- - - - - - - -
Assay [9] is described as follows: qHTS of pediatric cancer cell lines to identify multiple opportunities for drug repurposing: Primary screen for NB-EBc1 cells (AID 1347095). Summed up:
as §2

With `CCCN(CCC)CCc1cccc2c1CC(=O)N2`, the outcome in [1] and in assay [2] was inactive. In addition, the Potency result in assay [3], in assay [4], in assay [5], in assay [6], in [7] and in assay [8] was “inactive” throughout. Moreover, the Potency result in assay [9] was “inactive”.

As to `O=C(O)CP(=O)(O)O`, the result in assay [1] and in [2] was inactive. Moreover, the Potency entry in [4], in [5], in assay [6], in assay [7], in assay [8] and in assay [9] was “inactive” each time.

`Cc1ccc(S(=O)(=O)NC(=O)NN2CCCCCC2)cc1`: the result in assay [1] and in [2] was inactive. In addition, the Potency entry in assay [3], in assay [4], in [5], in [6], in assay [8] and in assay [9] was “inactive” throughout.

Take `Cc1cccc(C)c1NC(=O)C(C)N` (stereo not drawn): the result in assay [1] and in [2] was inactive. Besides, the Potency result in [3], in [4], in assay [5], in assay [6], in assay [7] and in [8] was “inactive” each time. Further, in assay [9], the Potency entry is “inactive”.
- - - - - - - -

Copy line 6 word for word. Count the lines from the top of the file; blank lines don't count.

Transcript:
Take `Cc1cccc(C)c1NC(=O)C(C)N` (stereo not drawn): the result in assay [1] and in [2] was inactive. Besides, the Potency result in [3], in [4], in assay [5], in assay [6], in assay [7] and in [8] was “inactive” each time. Further, in assay [9], the Potency entry is “inactive”.